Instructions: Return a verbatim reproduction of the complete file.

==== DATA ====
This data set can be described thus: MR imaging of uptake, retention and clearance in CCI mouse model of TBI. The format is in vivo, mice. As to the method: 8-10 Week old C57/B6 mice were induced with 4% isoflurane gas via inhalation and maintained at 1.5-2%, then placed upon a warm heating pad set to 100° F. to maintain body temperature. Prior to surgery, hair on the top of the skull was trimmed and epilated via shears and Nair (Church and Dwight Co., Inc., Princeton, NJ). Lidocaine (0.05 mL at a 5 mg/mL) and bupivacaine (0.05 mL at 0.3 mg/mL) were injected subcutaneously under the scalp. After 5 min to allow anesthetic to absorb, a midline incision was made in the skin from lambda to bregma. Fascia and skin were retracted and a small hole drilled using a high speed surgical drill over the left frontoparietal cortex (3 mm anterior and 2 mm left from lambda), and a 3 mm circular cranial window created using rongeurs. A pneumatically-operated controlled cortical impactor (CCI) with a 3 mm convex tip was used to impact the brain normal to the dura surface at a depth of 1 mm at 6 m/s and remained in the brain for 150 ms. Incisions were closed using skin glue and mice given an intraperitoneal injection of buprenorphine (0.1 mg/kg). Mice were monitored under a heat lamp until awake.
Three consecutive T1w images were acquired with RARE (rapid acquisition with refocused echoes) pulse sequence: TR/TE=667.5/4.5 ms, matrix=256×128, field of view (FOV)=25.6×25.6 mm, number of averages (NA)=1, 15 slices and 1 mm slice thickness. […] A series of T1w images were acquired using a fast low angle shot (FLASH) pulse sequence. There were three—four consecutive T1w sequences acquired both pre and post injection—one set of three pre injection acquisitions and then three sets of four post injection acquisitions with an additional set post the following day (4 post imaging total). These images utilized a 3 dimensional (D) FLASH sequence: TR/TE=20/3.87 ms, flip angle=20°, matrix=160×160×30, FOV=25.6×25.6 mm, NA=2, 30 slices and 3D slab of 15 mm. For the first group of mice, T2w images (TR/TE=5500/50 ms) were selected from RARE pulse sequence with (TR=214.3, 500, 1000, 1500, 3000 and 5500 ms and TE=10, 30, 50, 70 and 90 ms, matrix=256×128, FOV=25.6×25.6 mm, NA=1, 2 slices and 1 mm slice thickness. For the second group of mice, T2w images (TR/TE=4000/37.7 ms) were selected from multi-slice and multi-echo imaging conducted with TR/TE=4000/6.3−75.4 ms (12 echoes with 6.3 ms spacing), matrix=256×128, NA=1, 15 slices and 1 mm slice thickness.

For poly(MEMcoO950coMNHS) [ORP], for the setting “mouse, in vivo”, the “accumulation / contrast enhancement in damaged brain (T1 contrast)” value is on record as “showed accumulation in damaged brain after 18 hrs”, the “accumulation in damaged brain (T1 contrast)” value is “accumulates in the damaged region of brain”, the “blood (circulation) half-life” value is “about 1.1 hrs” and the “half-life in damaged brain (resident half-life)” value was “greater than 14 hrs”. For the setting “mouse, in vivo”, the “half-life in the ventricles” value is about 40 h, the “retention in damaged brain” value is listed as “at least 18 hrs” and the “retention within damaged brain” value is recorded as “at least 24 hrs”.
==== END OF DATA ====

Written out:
This data set can be described thus: MR imaging of uptake, retention and clearance in CCI mouse model of TBI. The format is in vivo, mice. As to the method: 8-10 Week old C57/B6 mice were induced with 4% isoflurane gas via inhalation and maintained at 1.5-2%, then placed upon a warm heating pad set to 100° F. to maintain body temperature. Prior to surgery, hair on the top of the skull was trimmed and epilated via shears and Nair (Church and Dwight Co., Inc., Princeton, NJ). Lidocaine (0.05 mL at a 5 mg/mL) and bupivacaine (0.05 mL at 0.3 mg/mL) were injected subcutaneously under the scalp. After 5 min to allow anesthetic to absorb, a midline incision was made in the skin from lambda to bregma. Fascia and skin were retracted and a small hole drilled using a high speed surgical drill over the left frontoparietal cortex (3 mm anterior and 2 mm left from lambda), and a 3 mm circular cranial window created using rongeurs. A pneumatically-operated controlled cortical impactor (CCI) with a 3 mm convex tip was used to impact the brain normal to the dura surface at a depth of 1 mm at 6 m/s and remained in the brain for 150 ms. Incisions were closed using skin glue and mice given an intraperitoneal injection of buprenorphine (0.1 mg/kg). Mice were monitored under a heat lamp until awake.
Three consecutive T1w images were acquired with RARE (rapid acquisition with refocused echoes) pulse sequence: TR/TE=667.5/4.5 ms, matrix=256×128, field of view (FOV)=25.6×25.6 mm, number of averages (NA)=1, 15 slices and 1 mm slice thickness. […] A series of T1w images were acquired using a fast low angle shot (FLASH) pulse sequence. There were three—four consecutive T1w sequences acquired both pre and post injection—one set of three pre injection acquisitions and then three sets of four post injection acquisitions with an additional set post the following day (4 post imaging total). These images utilized a 3 dimensional (D) FLASH sequence: TR/TE=20/3.87 ms, flip angle=20°, matrix=160×160×30, FOV=25.6×25.6 mm, NA=2, 30 slices and 3D slab of 15 mm. For the first group of mice, T2w images (TR/TE=5500/50 ms) were selected from RARE pulse sequence with (TR=214.3, 500, 1000, 1500, 3000 and 5500 ms and TE=10, 30, 50, 70 and 90 ms, matrix=256×128, FOV=25.6×25.6 mm, NA=1, 2 slices and 1 mm slice thickness. For the second group of mice, T2w images (TR/TE=4000/37.7 ms) were selected from multi-slice and multi-echo imaging conducted with TR/TE=4000/6.3−75.4 ms (12 echoes with 6.3 ms spacing), matrix=256×128, NA=1, 15 slices and 1 mm slice thickness.

For poly(MEMcoO950coMNHS) [ORP], for the setting “mouse, in vivo”, the “accumulation / contrast enhancement in damaged brain (T1 contrast)” value is on record as “showed accumulation in damaged brain after 18 hrs”, the “accumulation in damaged brain (T1 contrast)” value is “accumulates in the damaged region of brain”, the “blood (circulation) half-life” value is “about 1.1 hrs” and the “half-life in damaged brain (resident half-life)” value was “greater than 14 hrs”. For the setting “mouse, in vivo”, the “half-life in the ventricles” value is about 40 h, the “retention in damaged brain” value is listed as “at least 18 hrs” and the “retention within damaged brain” value is recorded as “at least 24 hrs”.